Vim & Vinegar by Melodie Moore List Price: $10.00 Our Price: $8.00 You Save: $2.00 (20%) Availability: Usually ships within 24 hours.
(The above is listed as: Here are hundreds of tips to help readers tenderize meats, soup up soups, eradicate odor, firm fish fillets, cut grease, ease arthritis, cure cramps and more. Versatile vinegar also does wonders for flavoring food (plus, it has no fat or calories), and readers will be amazed at the range of tasty recipes, which include such treats as Vinegar Pie, Crazy Cake and Vinegar Hard Candy.
I bought some vinegar recently. It was revoltingly cheap, like 68cents for a gallon. If there really are lots of uses for this besides cleaning windows and making easter eggs, this might be a good item to acquire a lot of. I'll get the books and see.
Maybe eventually I should write a brief (brief? ME?! hahahaha!) review of the various books I've bought in prep for Y2K.
PJ in TX
-- PJ Gaenir (email@example.com), April 13, 1999.
Save those empty cardboard egg cartons!
Stuff lint from the dryer into the indentations.
Save your candle stubs and drip wax over the lint.
Separate each section of the carton (you should have a dozen!)
Voila! You have handy, dandy fire-starters for your wood stove, barbecue, or fireplace. And, you have re-cycled your candle stubs, dryer lint, and egg cartons!
-- Libby Alexander (firstname.lastname@example.org), April 13, 1999.
Newspaper can be shredded up and used in the cat's litter box if you didn't stockpile enough kitty litter. Add some baking soda as a deoderant. I would not want to let my cat outside if things get bad. You would need to bury the used litter.
-- Homeschooling Grandma (Donna@glennet.com), April 14, 1999.
I knew about the newspaper uses, but thanks for looking up those books. I just ordered them. :)
-- Dean -- from (almost) Duh Moines (email@example.com), April 14, 1999.
No snow boots? Fold some newspaper, and put it in your shoes. Will keep your feet warm on those cold winter nights.
-- LP (firstname.lastname@example.org), April 14, 1999.
PJ I copied this off the internet last year some time but am not sure where I got it. The following is directions for making "newspaper logs" for the wood stove. Never tried it so not sure it will work.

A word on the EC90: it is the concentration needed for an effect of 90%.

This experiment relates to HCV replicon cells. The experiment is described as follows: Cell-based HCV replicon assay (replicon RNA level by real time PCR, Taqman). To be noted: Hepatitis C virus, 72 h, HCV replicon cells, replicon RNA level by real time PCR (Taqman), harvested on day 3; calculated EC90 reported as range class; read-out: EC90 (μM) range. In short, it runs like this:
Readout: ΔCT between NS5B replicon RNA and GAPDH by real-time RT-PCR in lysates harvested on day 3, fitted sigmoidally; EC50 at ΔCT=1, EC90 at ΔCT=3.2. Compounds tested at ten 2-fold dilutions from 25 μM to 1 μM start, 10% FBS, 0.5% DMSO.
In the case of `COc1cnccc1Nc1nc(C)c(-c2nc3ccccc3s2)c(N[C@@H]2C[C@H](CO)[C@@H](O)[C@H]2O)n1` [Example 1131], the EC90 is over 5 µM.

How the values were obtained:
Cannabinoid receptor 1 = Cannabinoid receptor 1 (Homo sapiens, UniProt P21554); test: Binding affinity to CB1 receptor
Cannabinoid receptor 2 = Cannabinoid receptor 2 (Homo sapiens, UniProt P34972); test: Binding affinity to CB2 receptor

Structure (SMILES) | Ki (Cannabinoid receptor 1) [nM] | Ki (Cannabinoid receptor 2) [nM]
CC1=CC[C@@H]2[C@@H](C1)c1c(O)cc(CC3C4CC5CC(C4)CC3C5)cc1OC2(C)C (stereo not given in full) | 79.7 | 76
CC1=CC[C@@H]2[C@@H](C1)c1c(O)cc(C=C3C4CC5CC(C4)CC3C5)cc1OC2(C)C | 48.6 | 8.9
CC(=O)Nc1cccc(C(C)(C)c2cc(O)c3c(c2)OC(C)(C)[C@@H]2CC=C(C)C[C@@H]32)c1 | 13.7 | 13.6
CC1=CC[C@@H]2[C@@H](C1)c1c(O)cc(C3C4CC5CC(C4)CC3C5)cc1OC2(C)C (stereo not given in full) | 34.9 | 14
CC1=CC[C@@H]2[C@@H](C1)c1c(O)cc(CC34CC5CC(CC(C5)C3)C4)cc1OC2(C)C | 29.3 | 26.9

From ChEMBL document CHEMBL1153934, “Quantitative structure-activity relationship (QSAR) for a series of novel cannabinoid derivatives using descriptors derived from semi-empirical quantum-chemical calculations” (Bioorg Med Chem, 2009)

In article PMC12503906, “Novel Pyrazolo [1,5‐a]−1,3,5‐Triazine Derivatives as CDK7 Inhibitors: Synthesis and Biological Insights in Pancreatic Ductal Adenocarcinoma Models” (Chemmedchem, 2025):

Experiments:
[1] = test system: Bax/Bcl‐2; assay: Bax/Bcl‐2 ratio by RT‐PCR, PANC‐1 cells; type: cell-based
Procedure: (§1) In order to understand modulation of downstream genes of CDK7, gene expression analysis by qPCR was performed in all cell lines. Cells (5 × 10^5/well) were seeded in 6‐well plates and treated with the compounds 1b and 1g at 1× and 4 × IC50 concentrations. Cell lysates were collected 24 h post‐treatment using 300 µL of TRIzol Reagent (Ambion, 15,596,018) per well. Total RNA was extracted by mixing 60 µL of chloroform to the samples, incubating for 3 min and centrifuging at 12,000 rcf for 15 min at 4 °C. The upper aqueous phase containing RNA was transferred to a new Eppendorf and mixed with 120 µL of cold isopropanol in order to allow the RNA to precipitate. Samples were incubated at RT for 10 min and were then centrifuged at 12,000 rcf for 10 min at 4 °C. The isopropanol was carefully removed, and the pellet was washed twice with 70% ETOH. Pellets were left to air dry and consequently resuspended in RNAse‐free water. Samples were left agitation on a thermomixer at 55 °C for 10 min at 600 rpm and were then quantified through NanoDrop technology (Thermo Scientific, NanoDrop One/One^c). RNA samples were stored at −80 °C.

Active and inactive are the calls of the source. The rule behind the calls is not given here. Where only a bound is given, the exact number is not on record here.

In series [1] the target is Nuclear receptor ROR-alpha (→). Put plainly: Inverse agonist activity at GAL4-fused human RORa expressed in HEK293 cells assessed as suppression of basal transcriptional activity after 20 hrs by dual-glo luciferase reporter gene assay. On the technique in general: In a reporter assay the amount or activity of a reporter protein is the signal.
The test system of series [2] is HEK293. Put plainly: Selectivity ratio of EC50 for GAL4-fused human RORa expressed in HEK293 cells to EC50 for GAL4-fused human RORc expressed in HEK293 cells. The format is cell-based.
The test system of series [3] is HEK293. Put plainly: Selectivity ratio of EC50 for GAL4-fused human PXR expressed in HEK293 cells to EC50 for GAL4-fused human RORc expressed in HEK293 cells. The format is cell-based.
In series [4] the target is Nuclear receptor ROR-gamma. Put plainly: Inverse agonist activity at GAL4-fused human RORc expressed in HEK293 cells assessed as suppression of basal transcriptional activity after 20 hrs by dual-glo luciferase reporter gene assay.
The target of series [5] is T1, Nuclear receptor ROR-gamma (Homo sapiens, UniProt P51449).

1. Divide paper into sections (five double sheets per section for each log.)
2. Fold sections to half size, approx. 12 x 15 x 1/2 inch thick.
3. Fill laundry tub 3/4 full with water and add 2 tablespoons detergent to speed saturation. Place newspaper sections in tub and allow to soak for about 2 hours until papers have absorbed maximum amount of water.
4. While wet, roll sections individually onto a 1-inch metal or wood rod, squeezing out excess water while smoothing down the ends and edges.
5. Tie with metal tie-wrap near ends and middle to hold roll intact while drying.
6. Slide rolls off the rod and stand them on end to dry, tipping the rolls slightly to allow air to circulate thru the center of the roll. The log should be approximately 12 inches long and 2-4 inches in diameter. They are ready to use when completely dry.
I was already saving my newspapers for multiple purposes, but this thread has sure given me more purposes. Thanks a bunch! Mary
-- Mary Howe (email@example.com), April 14, 1999.
These days, newspapers are fine for garden mulch- just avoid using any of the glossy ad inserts(stores and coupons ), or magazine sections(ie: Parade). Newspaper as mulch is even approved by organic certifying agencies. Works best if something such as hay is placed on top to hold it in place..
Years ago (70's), newspaper DID contain lots of heavy metals- I did lab research in that area then- just amazing to test soil in gardens back then where newspaper had been used as mulch- of course the cars spewed lead then too... but- this has changed for the better.
-- anita (firstname.lastname@example.org), April 14, 1999.
Thanks for the list of uses for newspapers... Our weekly garbage output started to shrink about six months ago. Saving many large glass sealable jars, paper/plastic bags, etc. Even started a compost pile for table scraps. We've also saved our newspapers for any possible future uses and now we know what they are.
-- Floyd Baker (email@example.com), April 14, 1999.
"The Complete Tightwad Gazette : Promoting Thrift As a Viable Alternative Lifestyle" is a 800+ page book compiled from a newletter of the same name. The author, Amy Dacyczyn, has a very humorous and easy-to-read style. Go to Amazon.com to read the many favorable reviews from readers. Frugality will be an essential skill if we really do have "10 years of depression". It's not too soon to begin developing it, especially if you're a lifelong spendthrift like me.
-- Mr. Majestyk (firstname.lastname@example.org), April 14, 1999.
Bundled, and stacked on edge, overlapping -- bullet stopper.
-- A (A@AisA.com), April 14, 1999.